Commercial diplomacy is the Cinderella branch of international history. To varying degrees, it remains neglected, ignored or ill-used. Treated by most diplomatic historians with a sort of disdain, which the many critics of the nineteenth-century Foreign Office imagined to be the department’s natural attitude towards ‘trade’ and those in it, it has not fared any better in the hands of economic historians, who usually see little cause to dirty their hands with past political machinations, let alone to plumb the depths of international politics.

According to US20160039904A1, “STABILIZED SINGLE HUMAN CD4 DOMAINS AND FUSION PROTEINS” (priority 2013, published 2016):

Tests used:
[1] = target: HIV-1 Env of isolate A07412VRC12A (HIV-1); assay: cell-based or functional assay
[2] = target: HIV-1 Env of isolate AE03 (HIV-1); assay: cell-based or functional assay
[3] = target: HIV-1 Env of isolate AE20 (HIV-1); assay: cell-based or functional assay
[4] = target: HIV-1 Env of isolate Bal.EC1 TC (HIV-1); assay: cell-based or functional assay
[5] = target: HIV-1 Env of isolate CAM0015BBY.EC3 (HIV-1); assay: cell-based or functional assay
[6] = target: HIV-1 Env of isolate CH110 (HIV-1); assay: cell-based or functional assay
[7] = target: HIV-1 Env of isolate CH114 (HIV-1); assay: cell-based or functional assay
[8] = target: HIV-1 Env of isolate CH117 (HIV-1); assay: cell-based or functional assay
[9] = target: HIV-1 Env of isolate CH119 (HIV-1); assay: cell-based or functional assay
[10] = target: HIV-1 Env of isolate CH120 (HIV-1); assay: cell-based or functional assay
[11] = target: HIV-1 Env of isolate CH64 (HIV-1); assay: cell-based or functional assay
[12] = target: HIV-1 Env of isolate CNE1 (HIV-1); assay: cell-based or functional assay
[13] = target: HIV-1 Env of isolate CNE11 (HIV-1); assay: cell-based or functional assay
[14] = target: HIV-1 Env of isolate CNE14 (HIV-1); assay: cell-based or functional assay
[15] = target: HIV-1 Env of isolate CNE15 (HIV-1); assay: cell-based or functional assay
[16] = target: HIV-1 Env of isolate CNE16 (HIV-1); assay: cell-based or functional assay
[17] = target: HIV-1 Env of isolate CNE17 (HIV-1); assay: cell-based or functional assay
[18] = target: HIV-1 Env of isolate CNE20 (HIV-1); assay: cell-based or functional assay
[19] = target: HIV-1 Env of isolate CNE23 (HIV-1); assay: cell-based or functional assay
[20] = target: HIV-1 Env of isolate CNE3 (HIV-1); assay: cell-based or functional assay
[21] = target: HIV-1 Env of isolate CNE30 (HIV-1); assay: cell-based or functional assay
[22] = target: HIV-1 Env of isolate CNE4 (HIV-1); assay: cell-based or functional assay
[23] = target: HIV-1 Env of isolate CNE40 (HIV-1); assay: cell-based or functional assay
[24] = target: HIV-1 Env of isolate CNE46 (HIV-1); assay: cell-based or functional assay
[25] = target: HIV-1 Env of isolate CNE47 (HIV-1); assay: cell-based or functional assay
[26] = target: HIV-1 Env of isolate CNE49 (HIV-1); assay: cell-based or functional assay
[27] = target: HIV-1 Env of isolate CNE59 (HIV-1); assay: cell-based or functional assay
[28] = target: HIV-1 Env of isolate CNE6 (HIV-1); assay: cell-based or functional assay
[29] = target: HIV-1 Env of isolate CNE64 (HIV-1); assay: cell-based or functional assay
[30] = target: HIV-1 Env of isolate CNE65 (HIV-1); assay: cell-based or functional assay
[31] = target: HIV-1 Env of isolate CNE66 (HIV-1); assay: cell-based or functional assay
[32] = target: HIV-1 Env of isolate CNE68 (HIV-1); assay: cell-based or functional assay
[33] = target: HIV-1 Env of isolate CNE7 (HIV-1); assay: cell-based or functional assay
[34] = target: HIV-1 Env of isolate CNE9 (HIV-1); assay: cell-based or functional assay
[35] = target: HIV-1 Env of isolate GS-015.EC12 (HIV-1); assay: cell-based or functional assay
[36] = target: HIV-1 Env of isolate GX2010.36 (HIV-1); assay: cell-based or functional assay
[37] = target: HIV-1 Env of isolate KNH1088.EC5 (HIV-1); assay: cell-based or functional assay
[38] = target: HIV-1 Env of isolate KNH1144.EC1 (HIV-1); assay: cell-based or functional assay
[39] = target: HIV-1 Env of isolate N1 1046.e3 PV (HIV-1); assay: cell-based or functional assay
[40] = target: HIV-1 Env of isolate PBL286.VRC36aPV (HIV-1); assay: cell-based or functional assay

|Title of host publication||The Foreign Office, Commerce and British Foreign Policy in the Twentieth Century|
|Editors||John Fisher, Effie G. H. Pedaliou, Richard Smith|
|Place of Publication||Basingstoke and New York|
|Publication status||Published - 17 Feb 2017|